Thanks to the JavaScript renaissance, modern front-end development has never been easier. It’s changing the way we build websites, from the underlying back-end frameworks like Laravel and Symfony that characterize many PHP projects, to the way developers handle CSS and other presentational concerns in a JavaScript-powered front end.

The emergence of the [JAMstack](https://jamstack.org) has revolutionized how websites are built, and the excitement surrounding this new architectural paradigm is palpable across the industry. Rather than using an often complicated JavaScript framework to build a website consuming a PHP back end, projects like Gatsby act as a web compiler to facilitate websites that are performant out of the box, agnostic to any web service or CMS, and maintain tenets of the open web such as semantic markup and web accessibility.

[Gatsby](https://gatsbyjs.org) is a free and open-source project with a rapidly growing community and ecosystem, with first-class support for common PHP-driven CMSs like Drupal and WordPress. In this session, we’ll talk about how modern front-end development has evolved, what makes Gatsby so different from other JavaScript frameworks that have come and gone, and how to build a simple Gatsby-powered site supported by a [Drupal](https://drupal.org) back end.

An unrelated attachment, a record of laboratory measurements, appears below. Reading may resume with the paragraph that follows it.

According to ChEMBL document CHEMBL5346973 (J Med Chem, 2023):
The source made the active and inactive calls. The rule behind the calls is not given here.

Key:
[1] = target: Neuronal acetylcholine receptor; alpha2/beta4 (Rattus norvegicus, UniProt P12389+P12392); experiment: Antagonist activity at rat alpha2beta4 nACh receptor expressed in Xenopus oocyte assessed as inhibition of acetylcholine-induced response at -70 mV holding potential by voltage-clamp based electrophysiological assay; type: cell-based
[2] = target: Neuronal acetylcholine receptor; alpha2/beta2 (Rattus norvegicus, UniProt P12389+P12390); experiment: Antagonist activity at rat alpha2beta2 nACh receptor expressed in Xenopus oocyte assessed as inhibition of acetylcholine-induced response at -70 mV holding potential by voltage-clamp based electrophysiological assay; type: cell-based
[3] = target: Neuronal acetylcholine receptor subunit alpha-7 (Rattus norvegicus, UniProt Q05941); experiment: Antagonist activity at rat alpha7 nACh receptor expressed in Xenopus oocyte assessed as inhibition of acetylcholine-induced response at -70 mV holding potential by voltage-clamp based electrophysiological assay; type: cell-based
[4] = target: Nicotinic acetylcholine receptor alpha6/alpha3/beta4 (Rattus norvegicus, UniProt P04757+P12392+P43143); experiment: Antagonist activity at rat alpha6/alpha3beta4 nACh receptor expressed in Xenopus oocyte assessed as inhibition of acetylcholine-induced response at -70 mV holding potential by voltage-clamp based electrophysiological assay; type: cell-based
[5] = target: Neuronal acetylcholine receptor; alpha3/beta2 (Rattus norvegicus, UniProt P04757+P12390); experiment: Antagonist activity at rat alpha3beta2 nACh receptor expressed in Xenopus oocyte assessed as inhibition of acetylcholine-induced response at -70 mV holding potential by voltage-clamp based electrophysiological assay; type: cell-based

Here’s what we’ll cover:

- The history of modern front-end development
- What is, and why use, the JAMstack?
- Gatsby: A web compiler for blazing fast websites
- How to build a simple website with Gatsby
- The Gatsby ecosystem: plugins and themes
- Decoupling the Drupal CMS with Gatsby
- Epilogue: What’s next for Gatsby?

While some knowledge of JavaScript development is presumed and some background in React development is helpful, this session has something for practitioners at all levels.

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